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I need to decompress huge files when I upload them into a software and it is failing. I thought the problem was with tmpfs. Then I decided to use /tmp as tmpfs, but still failing. I can upload files that after decompression are smaller than 4.8GB, which is the tmpfs at /run. So how could I change it? Here is the df -h output:

Filesystem      Size  Used Avail Use% Mounted on
/dev/sda2       817G  3.9G  771G   1% /
udev             12G  4.0K   12G   1% /dev
tmpfs           100G   16K  100G   1% /tmp
tmpfs           4.8G  992K  4.8G   1% /run
none            5.0M     0  5.0M   0% /run/lock
none             12G  148K   12G   1% /run/shm
/dev/sdb2       2.6T   99G  2.4T   4% /home
/dev/sdc1       1.9T  1.6T  301G  84% /media/My Book

Thank you.

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"Then I decided to use /tmp as tmpfs"? What was it before? Your previous sentence implies you already were using tmpfs. – psusi May 21 '12 at 1:55

All tmpfs file systems are backed by the kernel page cache. This means that their maximum capacity is roughly the amount of free memory and swap space on the system. The only way you're going to get more space on a tmpfs is:

  1. close memory hungry applications.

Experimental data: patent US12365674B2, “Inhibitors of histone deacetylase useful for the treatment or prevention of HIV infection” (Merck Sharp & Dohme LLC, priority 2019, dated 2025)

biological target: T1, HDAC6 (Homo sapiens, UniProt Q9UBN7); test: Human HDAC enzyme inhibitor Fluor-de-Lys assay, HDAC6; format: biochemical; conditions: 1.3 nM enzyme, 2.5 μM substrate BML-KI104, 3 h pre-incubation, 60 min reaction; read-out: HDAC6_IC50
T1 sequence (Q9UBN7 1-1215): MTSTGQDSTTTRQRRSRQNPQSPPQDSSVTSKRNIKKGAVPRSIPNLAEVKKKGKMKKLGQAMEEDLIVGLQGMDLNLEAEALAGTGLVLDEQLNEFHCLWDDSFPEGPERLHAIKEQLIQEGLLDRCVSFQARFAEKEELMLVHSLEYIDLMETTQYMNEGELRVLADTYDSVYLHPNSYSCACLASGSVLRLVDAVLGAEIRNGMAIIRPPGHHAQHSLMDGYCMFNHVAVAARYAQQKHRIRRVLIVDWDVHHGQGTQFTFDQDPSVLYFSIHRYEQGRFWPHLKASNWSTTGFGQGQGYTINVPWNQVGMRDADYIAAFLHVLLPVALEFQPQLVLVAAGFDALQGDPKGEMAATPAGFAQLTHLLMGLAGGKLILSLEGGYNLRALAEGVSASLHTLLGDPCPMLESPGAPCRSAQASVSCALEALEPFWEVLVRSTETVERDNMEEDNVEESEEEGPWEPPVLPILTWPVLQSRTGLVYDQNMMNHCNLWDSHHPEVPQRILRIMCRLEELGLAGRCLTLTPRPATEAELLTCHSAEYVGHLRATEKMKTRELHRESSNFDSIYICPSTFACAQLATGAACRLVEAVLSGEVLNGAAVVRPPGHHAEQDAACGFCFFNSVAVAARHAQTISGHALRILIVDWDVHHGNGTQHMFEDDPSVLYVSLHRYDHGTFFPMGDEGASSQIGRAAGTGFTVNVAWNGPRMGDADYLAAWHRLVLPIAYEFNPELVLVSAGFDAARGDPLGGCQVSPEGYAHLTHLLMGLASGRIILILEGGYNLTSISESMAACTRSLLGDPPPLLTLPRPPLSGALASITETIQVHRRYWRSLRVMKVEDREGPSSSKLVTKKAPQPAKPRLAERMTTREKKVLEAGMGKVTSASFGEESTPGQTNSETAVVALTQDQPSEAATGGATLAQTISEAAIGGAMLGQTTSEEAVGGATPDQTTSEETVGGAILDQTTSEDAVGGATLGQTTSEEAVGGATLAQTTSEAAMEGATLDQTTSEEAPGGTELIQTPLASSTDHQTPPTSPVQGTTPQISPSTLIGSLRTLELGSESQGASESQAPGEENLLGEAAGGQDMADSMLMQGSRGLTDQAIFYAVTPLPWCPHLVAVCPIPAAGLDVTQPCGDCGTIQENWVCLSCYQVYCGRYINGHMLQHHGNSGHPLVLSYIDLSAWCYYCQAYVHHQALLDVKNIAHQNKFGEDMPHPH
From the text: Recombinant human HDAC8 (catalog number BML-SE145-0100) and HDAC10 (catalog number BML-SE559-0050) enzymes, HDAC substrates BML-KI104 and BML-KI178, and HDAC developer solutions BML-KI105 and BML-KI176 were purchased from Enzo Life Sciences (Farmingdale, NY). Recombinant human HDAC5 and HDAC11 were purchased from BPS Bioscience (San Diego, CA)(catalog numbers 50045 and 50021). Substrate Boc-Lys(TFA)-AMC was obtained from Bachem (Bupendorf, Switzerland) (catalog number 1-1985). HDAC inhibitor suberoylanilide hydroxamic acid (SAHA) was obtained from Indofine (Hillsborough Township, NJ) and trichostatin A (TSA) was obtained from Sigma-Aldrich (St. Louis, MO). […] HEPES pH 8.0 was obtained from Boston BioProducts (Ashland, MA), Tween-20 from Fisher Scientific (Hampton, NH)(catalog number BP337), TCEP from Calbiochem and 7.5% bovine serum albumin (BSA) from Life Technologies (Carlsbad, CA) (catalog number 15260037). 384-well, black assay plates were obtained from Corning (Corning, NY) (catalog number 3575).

2. add more RAM to the system.
  3. add more swap space to the system.

But if you're talking about temporary files with sizes in gigabytes, you are probably better off using a location backed by real disk rather than a tmpfs.

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Thanks guys. In this system I created the swap partition with 110GB and the /tmp partition with another 110GB. I have 24GB of memory. It seems that every time I try to upload files in this software (Galaxy, sequencing data analysis) it still using the tmpfs at /run instead the tmpfs /tmp. I will try to make a specific /home/username/tmp as izx recommended, but I don't see why the /tmp partition that I have is not working. I also changed the configuration file of the software to use /tmp for database temporary file storage and still not working. Is is possible to change tmpfs mounted on /run? – user64953 May 21 '12 at 16:14
Sorry, I missed that part of the question. I guess you'll have to find out where exactly the program you're using is storing its temporary files (which seems to either be below /run or a directory symlinked in to /run), and see if you can alter that path some how. You didn't mention what program you were dealing with in the question, so it is hard to say more. – James Henstridge May 22 '12 at 6:57

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